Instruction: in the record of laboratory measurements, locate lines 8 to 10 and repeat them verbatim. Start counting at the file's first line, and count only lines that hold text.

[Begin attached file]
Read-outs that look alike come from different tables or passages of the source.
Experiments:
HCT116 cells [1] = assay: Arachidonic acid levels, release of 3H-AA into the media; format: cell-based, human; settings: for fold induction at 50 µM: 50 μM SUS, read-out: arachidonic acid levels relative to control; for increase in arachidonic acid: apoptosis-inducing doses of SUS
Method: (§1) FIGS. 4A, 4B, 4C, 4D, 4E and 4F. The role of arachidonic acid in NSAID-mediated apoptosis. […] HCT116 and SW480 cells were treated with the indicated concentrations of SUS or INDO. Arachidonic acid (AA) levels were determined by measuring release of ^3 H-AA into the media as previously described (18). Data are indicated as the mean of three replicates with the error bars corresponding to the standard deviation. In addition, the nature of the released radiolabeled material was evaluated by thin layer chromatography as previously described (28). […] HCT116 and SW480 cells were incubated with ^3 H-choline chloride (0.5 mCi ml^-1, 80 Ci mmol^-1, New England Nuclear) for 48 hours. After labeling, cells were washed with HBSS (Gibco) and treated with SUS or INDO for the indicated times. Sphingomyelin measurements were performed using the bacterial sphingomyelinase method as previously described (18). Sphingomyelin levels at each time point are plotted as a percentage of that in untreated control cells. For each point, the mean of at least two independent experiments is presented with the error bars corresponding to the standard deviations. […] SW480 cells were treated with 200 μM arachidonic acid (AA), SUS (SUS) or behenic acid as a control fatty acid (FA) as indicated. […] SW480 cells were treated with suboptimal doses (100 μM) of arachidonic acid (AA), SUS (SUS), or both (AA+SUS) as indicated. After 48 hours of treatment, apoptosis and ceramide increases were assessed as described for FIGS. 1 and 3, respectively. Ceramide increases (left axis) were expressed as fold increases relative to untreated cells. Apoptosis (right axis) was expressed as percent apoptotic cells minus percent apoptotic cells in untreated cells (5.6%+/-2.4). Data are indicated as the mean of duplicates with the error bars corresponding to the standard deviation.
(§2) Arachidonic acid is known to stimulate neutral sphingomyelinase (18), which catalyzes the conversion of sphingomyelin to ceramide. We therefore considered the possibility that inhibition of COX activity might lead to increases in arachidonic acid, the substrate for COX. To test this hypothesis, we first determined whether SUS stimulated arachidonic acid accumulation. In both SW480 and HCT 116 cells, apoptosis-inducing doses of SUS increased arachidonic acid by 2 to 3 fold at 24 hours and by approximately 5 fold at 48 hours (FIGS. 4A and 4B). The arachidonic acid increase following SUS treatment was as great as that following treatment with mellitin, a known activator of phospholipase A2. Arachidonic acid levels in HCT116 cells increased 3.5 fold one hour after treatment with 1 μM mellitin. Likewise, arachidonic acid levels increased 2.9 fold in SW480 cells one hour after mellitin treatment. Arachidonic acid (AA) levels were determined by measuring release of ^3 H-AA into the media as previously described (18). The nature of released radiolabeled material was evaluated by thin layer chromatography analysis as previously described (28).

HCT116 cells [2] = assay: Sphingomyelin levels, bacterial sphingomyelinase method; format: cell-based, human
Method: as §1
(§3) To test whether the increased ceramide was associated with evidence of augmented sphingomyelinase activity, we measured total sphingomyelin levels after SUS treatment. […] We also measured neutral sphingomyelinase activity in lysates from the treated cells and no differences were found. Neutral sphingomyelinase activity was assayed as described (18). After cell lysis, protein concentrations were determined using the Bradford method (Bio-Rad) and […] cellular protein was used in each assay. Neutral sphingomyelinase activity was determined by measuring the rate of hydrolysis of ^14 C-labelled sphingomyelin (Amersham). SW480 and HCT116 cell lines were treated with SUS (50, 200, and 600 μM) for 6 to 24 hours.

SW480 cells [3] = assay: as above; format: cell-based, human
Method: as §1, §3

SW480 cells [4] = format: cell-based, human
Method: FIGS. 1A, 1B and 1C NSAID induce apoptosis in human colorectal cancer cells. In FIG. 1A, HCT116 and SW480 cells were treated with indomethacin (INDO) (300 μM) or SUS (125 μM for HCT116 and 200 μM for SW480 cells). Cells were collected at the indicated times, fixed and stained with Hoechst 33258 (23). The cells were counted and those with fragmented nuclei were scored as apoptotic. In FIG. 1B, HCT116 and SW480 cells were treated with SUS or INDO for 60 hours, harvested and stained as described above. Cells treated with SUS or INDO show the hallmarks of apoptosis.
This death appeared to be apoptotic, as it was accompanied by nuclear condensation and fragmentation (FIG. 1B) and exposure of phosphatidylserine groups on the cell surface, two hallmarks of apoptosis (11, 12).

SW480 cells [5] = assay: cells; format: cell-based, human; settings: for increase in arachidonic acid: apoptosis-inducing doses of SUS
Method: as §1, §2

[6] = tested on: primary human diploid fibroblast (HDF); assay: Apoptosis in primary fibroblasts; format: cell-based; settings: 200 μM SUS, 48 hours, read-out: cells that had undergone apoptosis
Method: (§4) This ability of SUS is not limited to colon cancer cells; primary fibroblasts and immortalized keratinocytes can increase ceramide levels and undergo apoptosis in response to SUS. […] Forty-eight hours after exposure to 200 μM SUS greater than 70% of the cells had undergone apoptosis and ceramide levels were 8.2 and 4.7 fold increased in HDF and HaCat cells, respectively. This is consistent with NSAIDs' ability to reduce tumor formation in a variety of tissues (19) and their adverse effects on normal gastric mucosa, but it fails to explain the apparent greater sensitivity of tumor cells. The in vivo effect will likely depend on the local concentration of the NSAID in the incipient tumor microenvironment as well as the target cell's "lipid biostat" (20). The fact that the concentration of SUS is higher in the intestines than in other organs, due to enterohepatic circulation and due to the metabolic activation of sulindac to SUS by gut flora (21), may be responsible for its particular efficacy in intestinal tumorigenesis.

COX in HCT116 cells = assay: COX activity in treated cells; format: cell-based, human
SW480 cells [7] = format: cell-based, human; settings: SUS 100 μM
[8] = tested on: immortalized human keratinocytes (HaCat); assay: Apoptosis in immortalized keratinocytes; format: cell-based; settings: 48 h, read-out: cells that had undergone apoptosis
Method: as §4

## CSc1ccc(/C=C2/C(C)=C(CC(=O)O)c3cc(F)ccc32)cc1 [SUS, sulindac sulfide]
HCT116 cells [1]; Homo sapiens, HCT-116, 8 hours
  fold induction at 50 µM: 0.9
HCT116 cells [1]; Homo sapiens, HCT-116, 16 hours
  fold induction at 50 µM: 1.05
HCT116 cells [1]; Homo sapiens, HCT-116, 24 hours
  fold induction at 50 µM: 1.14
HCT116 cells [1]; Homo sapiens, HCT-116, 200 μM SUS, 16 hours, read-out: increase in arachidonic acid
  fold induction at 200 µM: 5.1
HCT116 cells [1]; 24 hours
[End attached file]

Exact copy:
(§3) To test whether the increased ceramide was associated with evidence of augmented sphingomyelinase activity, we measured total sphingomyelin levels after SUS treatment. […] We also measured neutral sphingomyelinase activity in lysates from the treated cells and no differences were found. Neutral sphingomyelinase activity was assayed as described (18). After cell lysis, protein concentrations were determined using the Bradford method (Bio-Rad) and […] cellular protein was used in each assay. Neutral sphingomyelinase activity was determined by measuring the rate of hydrolysis of ^14 C-labelled sphingomyelin (Amersham). SW480 and HCT116 cell lines were treated with SUS (50, 200, and 600 μM) for 6 to 24 hours.

SW480 cells [3] = assay: as above; format: cell-based, human
Method: as §1, §3